The Lavoy Allen & Thaddeus Young Problem
Posted by Brian Robb on May 21, 2012
In the fourth quarter of Game 4, the Celtics ran into a bit of a problem. Out of the multitude of issues they faced while completing their 18-pound collapse, one of the biggest was rebounding. Boston surrendered five offensive rebounds, leading to four-second chance points in the frame alone, while being outscored 33-20.
“Rebounding, second chance points man,” Kevin Garnett said of what he took out of the Game 4 loss. “We control that. We control our destiny in that game. We didn’t do that, and in-turn second chance points means an opportunity [for them] to score.”
The main culprits of that rebounding problem were Lavoy Allen and Thaddeus Young, the best two big men the Sixers have to offer on their roster currently. Allen is a
second-year rookie who defends well, can shoot a jumper here and there, is mobile and can hit the glass. He’s averaging 8.5ppg and 6.5 rpg on 53 percent shooting in 25 minutes per game, a sharp jump from his four points, four rebounds per game average in regular season on 40 percent shooting.
Young needs no introduction as an explosive hybrid big man who can excel at either the 3 or 4 spot. Garnett even raved about him yesterday in practice.
“It makes them a little more versatile [with Young on the floor], Garnett explained. “Instead of three guys who can take you off the dribble you have four guys. He has outside shooting. He’s a slasher with the ability to hit the outside shot. He’s quick. He’s athletic. He’s young. That presents offensive rebounding problems and versatility problems.”
At practice yesterday I posed a question to Doc about the duo that played nearly the entire fourth quarter together in Game 4. It was a combination, I thought we hadn’t seen much of at this point.
CelticsHub: “They left in Allen and Young there and you went small in the fourth quarter. Do you think you guys can rebound effectively enough against those two bigs if they leave those two [Allen and Young] in there?”
“We’ve done it for three games,” Rivers replied. “That’s what they’ve done. It’s been Allen and Young in every game or Allen and Brand, or Allen and Hawes or Thaddeus Young and one of those two. For the first three games, we outrebounded them, Game 4 we didn’t, so it just has to be a feel each night.”
Now, Doc left me a bit perplexed with that response. Yes, it was true the C’s had gone small in the fourth quarter of the first three games against a combination of Sixers bigs (and sometimes a smaller Sixer lineup with one big), but had they in fact gone small against specifically the duo of Allen/Young, I wondered over the first three games?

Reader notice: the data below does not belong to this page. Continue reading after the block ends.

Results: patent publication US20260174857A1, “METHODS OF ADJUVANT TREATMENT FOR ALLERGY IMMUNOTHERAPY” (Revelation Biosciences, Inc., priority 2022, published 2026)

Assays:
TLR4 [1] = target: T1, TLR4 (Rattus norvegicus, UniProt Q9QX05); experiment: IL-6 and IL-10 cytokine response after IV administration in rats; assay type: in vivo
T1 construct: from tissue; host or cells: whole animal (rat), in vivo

Well, after some research the answer is for just a mere two minutes at beginning of the fourth quarter of Game 1. Investigating the other numbers, I was shocked and a bit concerned. In fact, one of the main things in this series so far the Celtics had taken advantage of before Game 4 in my opinion, was the fact Allen and Young had barely played together at all. When the two had seen the floor in unison though, they had done so quite well against Boston’s bigger lineups. Check out the plus/minus numbers along with the time the two spent together on the floor.
Game 1: +4 in 11:12 (C’s win by 1)
Game 2: +9 in 8:32 (Sixers win by 1)
Game 3: +1 in 13:28 (Sixers lose by 17)
Game 4: +12 in 28:15 (Sixers win by 9)
While we are here, let’s also look at the individual plus/minus stats for all of the Sixers’ bigs in this series for some more perspective
From the looks of these numbers, it looks like Doug Collins finally cracked the code by riding his best two bigs in the end of Game 4, where they went +13 against Boston’s small lineup over the final 12 minutes.
So while Doc may have been right about this team getting away with going small against Philly’s other bigs, he had not been able to try it against Young/Allen specifically, probably because Young had a bad shin injury for the first two games, limiting his effectiveness.
So was Doc playing with fool’s gold with the success of those small lineups at the end of the first two games? I’m not going to throw Game 3 in there as a game that saw success with the small lineup (even if Doc wants to), because Boston won that game with their big lineup over the first three quarters featuring Mr. Bass, a guy I hope we see more of tonight if he’s hitting his jumper. I’ll let Rivers explain his mea culpa from Game 4 and his philosophy going forward:
“Honestly, if we made one mistake, we should have gone back to Bass,” Doc admitted. “In the first three games, our small lineup was a better lineup than our big lineup. Statically, in Game 4, the big lineup was better; the big lineup was what got us the lead. The big lineup at the beginning of the third got off to a good start. And both times when we went small, it hurt us. So that’s something as a staff we have to recognize, and it’s a tough call. We’re going to have to make a call each game, it looks like, and there’s no right or wrong to it. It’s going to have to be a gut feeling and I hope when we make it, we make the right one.”
I hope so too Doc. If it’s Young/Allen out there though, please go with two bigs.